Writer-In-Residence at the Melbourne Zoo. Earlier this week, I was asked to turn up for a photo shoot with the meerkats for the Herald Sun, along with the three other writers involved. As it happened, my son's school was closed for a teacher's strike, so I decided to bring him along to meet the meerkats, then spend the rest of the day with me at the zoo.
'OK,' I said, once the photo shoot was over. 'I'll follow you. It's midday now and the zoo doesn't close until 5pm. Here's the map - we'll go wherever you want.'
I feel like I'm always rushing my youngest, so every now and then, if it's at all possible, I like to let him go at his own pace. We began by wandering through the elephant trail, then on to the butterfly enclosure. It was a very hot day, and the butterfly room was steamy, so once I saw my son wasn't in a hurry, I found a bench and sat down to watch him.
'How are you going?' I asked after a few minutes. 'Ready to move on?'
He was standing arms out, waiting for a butterfly to land on him. He shook his head gently. 'No,' he said in a quiet voice. 'I can only move when a butterfly lands on me.'
Really? I thought, already battling feelings of impatience. 'Hey look, there's one on your hat!'
My son rolled his eyes upwards. 'Nup,' he said, barely moving his lips, lest he scare off the butterfly. 'That doesn't count. It has to land on my arms.'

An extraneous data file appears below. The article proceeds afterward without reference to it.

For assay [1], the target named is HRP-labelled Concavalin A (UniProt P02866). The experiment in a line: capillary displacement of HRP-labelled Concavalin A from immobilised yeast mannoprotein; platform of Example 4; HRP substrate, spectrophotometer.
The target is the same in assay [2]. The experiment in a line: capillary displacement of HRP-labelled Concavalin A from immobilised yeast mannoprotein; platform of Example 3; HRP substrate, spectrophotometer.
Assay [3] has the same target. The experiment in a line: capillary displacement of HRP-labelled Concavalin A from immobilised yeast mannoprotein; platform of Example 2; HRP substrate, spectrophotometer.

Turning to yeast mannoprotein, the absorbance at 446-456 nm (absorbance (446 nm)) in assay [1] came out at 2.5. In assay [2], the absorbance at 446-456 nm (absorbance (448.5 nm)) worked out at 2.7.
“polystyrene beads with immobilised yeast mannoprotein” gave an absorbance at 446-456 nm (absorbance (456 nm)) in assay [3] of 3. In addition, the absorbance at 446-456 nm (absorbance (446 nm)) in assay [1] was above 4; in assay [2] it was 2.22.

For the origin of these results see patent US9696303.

Now, there are many things I can learn from my son. The first of them would obviously be patience. I like to think I had it as a kid, too, but I sure could do with a top-up every now and then. I decided this would be a perfect zen practice for me. I wouldn't check my phone, I wouldn't rush my son, I would just sit and be at one with the butterflies - for as long as it took. After all, if a nine-year-old boy could do it, surely I could?
An hour and a half later, still ensconced in his butterfly game, my son had only rounded the first corner. There were three more corners to go. I am ashamed to admit that he had beaten me. I made some lame excuse about needing to go to the toilet or needing a drink or something like that, and tried not to lose my temper when he vehemently protested, 'But I'm not even halfway!'
I have no idea how long it would have taken us to get through that damn butterfly enclosure if I hadn't rushed my son. Maybe he might have given up in his own time? Maybe we'd still be there now? Me, dozing on the floor amongst all those broken butterfly wings. My son still waiting patiently, arms outstretched, like some blooming zen master showing up all my inadequacies.